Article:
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U.S. and Canadian stocks ended a volatile session higher on Friday as investors digested comments from Federal Reserve Chair Jerome Powell that the U.S. central bank may need to raise interest rates further to ensure inflation is contained.

Powell also acknowledged that price pressures have eased in his much-anticipated morning speech at the Economic Policy Symposium at Jackson Hole, Wyoming.

The major U.S. indexes, which started the day with solid gains, alternated between extending and paring those gains for much of the session.

Powell “is demonstrating that he is pleased with how far monetary policy has come and how inflation has been reduced. But he is still holding on tightly to this notion that they are watching it carefully and they still have work to do,” said Michael Arone, chief investment strategist at State Street Global Advisors in Boston.

Following Powell’s comments Friday, expectations of a rate hike in November rose from a day earlier, according to CME Group’s FedWatch tool. Most traders still expect the Fed to hold off on hiking in September.

The Toronto Stock Exchange’s S&P/TSX composite index ended up 59.92 points, or 0.3%, at 19,835.75. For the week, it was up 0.1%. Still, it has lost 3.8% since the start of August.

“The market had been on edge ahead of Jackson Hole, with trading throughout the month of August being marked by caution,” said Brandon Michael, senior investment analyst at ABC Funds.

“It seems that the market is breathing a sigh of relief now that this significant economic event is out of the way.”

The TSX technology sector advanced 1.1%, with BlackBerry up 17.4% after Bloomberg reported private equity firm Veritas Capital is considering a bid for the Canadian company.

Energy was up 1.4%, as oil settled nearly 1% higher at US$79.83 a barrel.

“My forecast is that the economy is going to remain quite resilient for the next at least six months. And if that’s the case, I think there’s a catch-up trade to be had in energy,” said Mike Archibald, vice president and portfolio manager at AGF Investments.

Industrials also gained ground in Toronto, rising 0.7%, but heavily-weighted financials were down 0.4% and the materials group, which includes precious and base metals miners and fertilizer companies, lost 0.3%.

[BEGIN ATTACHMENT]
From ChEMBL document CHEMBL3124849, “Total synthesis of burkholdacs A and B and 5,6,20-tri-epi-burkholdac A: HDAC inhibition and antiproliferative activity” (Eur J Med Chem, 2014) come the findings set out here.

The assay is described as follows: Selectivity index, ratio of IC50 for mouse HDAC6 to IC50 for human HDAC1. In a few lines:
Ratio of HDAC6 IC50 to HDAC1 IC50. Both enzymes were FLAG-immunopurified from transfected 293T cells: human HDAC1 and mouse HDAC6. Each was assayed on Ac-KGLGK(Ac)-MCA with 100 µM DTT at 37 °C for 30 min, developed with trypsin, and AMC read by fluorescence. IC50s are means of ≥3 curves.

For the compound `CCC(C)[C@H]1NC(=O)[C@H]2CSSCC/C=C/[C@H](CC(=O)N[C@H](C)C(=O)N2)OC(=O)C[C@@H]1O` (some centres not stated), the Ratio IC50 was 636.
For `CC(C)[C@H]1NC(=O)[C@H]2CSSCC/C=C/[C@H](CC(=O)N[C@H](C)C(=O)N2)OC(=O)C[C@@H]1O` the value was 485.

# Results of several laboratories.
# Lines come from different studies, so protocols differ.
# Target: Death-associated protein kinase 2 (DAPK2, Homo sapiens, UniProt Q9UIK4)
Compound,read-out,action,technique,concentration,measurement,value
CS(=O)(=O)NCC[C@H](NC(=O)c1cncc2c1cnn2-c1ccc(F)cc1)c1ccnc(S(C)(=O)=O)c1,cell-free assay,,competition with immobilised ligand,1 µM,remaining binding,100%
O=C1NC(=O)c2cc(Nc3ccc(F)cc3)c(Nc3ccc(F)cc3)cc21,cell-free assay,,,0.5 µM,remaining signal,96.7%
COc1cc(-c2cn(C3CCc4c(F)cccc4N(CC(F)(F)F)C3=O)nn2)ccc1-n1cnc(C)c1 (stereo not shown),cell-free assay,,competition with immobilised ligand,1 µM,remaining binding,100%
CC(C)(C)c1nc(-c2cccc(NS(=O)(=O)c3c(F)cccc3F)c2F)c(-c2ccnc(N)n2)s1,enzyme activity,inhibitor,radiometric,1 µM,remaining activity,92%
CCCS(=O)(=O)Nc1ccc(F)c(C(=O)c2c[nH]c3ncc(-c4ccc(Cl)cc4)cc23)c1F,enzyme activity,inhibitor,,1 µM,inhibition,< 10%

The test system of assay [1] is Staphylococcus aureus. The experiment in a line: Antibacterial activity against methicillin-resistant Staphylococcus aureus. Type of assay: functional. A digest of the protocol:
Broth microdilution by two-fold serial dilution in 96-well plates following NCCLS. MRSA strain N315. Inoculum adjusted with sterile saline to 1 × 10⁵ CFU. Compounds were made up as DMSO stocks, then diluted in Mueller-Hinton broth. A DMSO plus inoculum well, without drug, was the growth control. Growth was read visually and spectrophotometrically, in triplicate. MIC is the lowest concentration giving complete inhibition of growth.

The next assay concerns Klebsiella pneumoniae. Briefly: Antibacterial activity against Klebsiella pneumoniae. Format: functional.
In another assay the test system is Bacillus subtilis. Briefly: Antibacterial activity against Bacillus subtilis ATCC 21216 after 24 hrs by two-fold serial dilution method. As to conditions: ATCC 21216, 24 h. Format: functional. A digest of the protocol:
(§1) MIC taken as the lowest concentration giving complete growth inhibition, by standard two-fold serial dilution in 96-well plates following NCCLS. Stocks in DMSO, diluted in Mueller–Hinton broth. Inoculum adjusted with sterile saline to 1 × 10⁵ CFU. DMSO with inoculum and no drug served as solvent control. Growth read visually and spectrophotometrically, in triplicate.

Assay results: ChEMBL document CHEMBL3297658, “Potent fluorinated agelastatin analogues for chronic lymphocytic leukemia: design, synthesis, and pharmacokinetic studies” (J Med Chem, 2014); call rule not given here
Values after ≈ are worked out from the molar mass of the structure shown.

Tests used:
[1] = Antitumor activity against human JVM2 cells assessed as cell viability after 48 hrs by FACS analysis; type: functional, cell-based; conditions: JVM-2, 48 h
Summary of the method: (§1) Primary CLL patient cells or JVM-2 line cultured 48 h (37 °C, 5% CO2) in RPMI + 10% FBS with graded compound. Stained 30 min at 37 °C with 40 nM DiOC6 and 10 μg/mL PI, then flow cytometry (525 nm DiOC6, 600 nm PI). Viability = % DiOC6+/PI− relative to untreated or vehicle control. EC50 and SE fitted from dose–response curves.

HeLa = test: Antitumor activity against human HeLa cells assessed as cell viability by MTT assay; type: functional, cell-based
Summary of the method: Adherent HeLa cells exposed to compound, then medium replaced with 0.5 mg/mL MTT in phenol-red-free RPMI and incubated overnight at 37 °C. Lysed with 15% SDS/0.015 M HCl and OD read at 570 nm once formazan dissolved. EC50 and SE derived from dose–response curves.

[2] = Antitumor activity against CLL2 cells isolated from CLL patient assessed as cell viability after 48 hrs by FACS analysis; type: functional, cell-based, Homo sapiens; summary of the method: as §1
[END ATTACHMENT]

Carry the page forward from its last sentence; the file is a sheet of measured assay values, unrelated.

Meanwhile, all of the major S&P 500 sectors rose, with consumer discretionary, technology and energy among the top gainers.

The Dow Jones Industrial Average rose 247.48 points, or 0.73%, to 34,346.9, the S&P 500 gained 29.4 points, or 0.67%, to 4,405.71 and the Nasdaq Composite added 126.67 points, or 0.94%, to 13,590.65.

The S&P 500 and Nasdaq also ended higher for the week, with the Nasdaq rising about 2.3% and ending a three-week streak of losses. The market rose in the run up to Nvidia’s second-quarter results Wednesday.

The company, which makes chips designed for artificial intelligence tasks, gave another upbeat forecast with its report.

In the retailers’ space, shares of Gap rose 7.2% after the company beat second-quarter profit estimates, while Nordstrom fell 7.7% after the department store chain left its forecasts unchanged.

Shares of Hostess Brands ended up 21.7%, jumping after Reuters reported, citing people familiar with the matter, that the maker of Twinkies snacks is exploring a sale.

Shares of Marvell Technology fell 6.6% after the chipmaker posted a fall in second-quarter revenue.

Hawaiian Electric Industries, which has come under scrutiny over its possible role in the Hawaii wildfires, dropped 18.5% after the county of Maui sued the power company.

Volume on U.S. exchanges was 9.15 billion shares, compared with the 10.82 billion average for the full session over the last 20 trading days. Advancing issues outnumbered declining ones on the NYSE by a 1.51-to-1 ratio; on Nasdaq, a 1.24-to-1 ratio favored advancers. The S&P 500 posted 6 new 52-week highs and 7 new lows; the Nasdaq Composite recorded 23 new highs and 202 new lows.

Reuters, Globe staff

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